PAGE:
Now the expansion of the universe is not accelerating

In 2011 the Nobel Prize in Physics was awarded to three astronomers for their discovery, as part of two separate teams which published their results around 1998 that they claimed showed that the Universe is expanding at an accelerating rate. Also they claimed the existence of some sort of mysterious ‘dark energy’ that was driving the expansion at a faster and faster rate.

Hubble image of supernova remnant N 49 in the Large Magellanic Cloud. Credit: NASA and The Hubble Heritage Team (STScI/AURA)

Hubble image of supernova remnant N 49 in the Large Magellanic Cloud. Credit: NASA and The Hubble Heritage Team (STScI/AURA)

The interpretation of the 1998 data depended heavily on the big bang cosmological theory they applied and the assumption that it was the correct theory to describe the structure and time evolution of the Universe. It also depended heavily on the assumption that the type Ia supernova explosions that they used are reliable standard “light bulbs”, i.e. that those stellar explosions all were accurately chosen to have the same characteristic intrinsic absolute brightness.1 The latter, however, we now know is not the case.2

It has been shown that the stellar masses of the stars that result in the type Ia class of supernova are not so well-defined that they all fall within a narrow range as to give a clear standard in terms of the intrinsic brightness of the resulting explosions and hence the type Ia are not a uniform reference. Also as I have previously indicated circular reasoning was employed in the choice of the candidate supernova to be considered.2,3 The cosmology under test was used to choose the candidate Ia supernovae and then those chosen were used to test the same cosmology.

A new study, published in the Nature journal Scientific Reports, on a data set ten times larger than the original studies used (5 years ago) has been carried out.4

Now, a team of scientists led by Professor Subir Sarkar of Oxford University’s Department of Physics has cast doubt on this standard cosmological concept. Making use of a vastly increased data set – a catalogue of 740 Type Ia supernovae, more than ten times the original sample size – the researchers have found that the evidence for acceleration may be flimsier than previously thought, with the data being consistent with a constant rate of expansion. (emphasis added)

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A cosmic dragonfly

A galaxy, known as Dragonfly 44, first detected in 2015 using the Dragonfly Telephoto Array in New Mexico by Professor Peter van Dokkum is now claimed to be made of 99.99% dark matter.1 It is a galaxy where very few stars can be seen. It took a two-hour exposure using one of the very biggest telescopes on Earth, one of the Gemini telescopes at the W. M. Keck Observatory in Mauna Kea, Hawaii, to get a picture of this wispy galaxy as shown in Fig. 1 below.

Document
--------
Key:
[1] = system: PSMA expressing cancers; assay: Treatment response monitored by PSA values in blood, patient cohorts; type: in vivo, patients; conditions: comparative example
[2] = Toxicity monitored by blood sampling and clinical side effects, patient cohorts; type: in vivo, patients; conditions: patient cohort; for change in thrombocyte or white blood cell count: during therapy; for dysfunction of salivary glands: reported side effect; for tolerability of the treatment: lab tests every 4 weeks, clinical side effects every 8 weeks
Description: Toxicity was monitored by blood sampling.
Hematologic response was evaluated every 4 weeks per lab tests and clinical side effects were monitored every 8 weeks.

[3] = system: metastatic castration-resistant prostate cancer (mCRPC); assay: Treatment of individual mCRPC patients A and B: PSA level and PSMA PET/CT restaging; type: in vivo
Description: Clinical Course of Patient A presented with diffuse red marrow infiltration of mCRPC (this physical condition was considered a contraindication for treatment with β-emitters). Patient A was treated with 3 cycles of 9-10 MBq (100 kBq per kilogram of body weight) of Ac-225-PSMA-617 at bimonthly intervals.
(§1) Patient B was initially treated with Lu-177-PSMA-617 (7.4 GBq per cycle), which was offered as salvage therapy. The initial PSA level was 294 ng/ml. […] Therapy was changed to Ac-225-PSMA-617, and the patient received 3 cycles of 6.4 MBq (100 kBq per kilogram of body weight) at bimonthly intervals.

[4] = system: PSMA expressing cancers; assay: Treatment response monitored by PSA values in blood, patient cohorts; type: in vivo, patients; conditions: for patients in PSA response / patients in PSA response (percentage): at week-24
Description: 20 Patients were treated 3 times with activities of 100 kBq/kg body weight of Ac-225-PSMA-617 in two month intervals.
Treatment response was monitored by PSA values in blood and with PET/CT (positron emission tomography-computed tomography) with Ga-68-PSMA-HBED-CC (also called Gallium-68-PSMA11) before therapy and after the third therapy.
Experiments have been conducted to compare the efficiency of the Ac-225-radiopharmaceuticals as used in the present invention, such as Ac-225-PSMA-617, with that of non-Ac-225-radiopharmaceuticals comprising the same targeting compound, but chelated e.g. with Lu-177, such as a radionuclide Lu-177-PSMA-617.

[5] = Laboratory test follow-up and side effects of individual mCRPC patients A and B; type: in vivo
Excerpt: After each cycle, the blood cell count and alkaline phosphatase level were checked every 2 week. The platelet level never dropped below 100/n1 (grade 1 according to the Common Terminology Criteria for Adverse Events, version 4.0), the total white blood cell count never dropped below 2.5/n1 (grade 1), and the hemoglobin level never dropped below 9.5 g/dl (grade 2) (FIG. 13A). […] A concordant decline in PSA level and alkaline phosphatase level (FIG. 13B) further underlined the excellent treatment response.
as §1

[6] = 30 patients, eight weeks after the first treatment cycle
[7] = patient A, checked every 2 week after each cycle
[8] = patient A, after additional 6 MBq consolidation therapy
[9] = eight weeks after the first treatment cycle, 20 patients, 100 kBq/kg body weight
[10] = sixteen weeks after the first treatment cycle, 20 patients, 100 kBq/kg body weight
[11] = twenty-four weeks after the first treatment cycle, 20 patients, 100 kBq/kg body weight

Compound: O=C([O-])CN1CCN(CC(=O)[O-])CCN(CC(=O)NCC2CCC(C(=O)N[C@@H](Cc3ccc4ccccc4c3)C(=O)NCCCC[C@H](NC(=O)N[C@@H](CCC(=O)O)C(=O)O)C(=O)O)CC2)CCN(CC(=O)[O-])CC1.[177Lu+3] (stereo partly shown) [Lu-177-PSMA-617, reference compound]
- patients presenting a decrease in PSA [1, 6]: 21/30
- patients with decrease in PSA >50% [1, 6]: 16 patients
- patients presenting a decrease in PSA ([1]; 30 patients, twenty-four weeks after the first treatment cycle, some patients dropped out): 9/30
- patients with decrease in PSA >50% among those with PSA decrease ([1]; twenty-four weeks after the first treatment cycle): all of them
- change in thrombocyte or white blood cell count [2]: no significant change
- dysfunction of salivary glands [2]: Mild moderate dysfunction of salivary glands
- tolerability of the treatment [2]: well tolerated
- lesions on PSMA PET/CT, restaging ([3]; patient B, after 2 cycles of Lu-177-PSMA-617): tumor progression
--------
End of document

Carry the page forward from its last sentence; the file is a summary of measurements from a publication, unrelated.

cosmic-dragonfly

Figure 1: Astronomers photographed the ultradiffuse galaxy Dragonfly 44 using the Gemini Multi-Object Spectrograph (GMOS) on the 8-meter Gemini North telescope in Mauna Kea, Hawaii. Credit: Pieter van Dokkum, Roberto Abraham, Gemini Observatory/AURA

Professor van Dokkum from the Astronomy Department and the Physics Department of Yale University is not only an astrophysicist but also a photographer of insects, particularly dragonflies.It is a strange coincidence, or is it, to find that one of his particular interests in the cosmos are these ultradiffuse, or “fluffy” galaxies. One of them is named Dragonfly 44, which van Dokkum and team determined to be at a distance of 300 million light-years from Earth, in the Coma Cluster.3  That distance is easily close enough for a big telescope to see, which can see galaxies at billions of light-year distances but no one had previously noticed these fluffy galaxies before even though they are ‘so close’.

Dragonfly 44 was like “a dirty smudge on a photo of deep space.”1 And it was one of the largest and brightest galaxies of those they found. From its distance its size was determined and it was concluded that it is as big as our Milky Way galaxy, yet it only emits about 1 percent as much light. So I suppose to van Dokkum the galaxy is reminiscent of the very fragile, lightweight and transparent wings of dragonflies he likes to photograph. Continue reading

Questions on the ASC model

The following I received in an email in relation to the ASC model. The ASC model, I believe, answers the biblical creationist starlight-travel-time problem. Actually it eliminates it, because there is no light-travel problem, of any sort, in that biblical cosmogony. I do agree though that people not familiar with ideas of relativity and the speed of light measurement may have confusion or misunderstandings on this topic. The writer’s words are in blue text and my responses in grey.

Hello.  I appreciate greatly your ongoing contribution to the creation-science cause.  However, I find I just don’t get ASC. I’m sure the following will expose a misunderstanding, but when you suggest ideas like celestial events being ”time-stamped” only when seen on Earth, that comes across as if God really created the stars earlier than Day 4, but their light was only visible on Earth on Day 4.  ASC also sounds to me like it’s not describing actual reality, but only appearances. Thus it seems (again, to my confused perspective) that straightforward biblical statements about actual celestial events are not trustworthy.

Firstly let me define ASC model. It is the biblical creation model where the Anisotropic Synchrony Convention (ASC) is assumed as the clock synchrony convention for timing all events. The ASC model was developed by Jason Lisle (references below) and I have developed my own model as an extension of his using the exact same ASC convention.

If starlight travel is to fit within 6 Earth-days, then it confuses me even further when you say that the ASC model doesn’t require time dilation.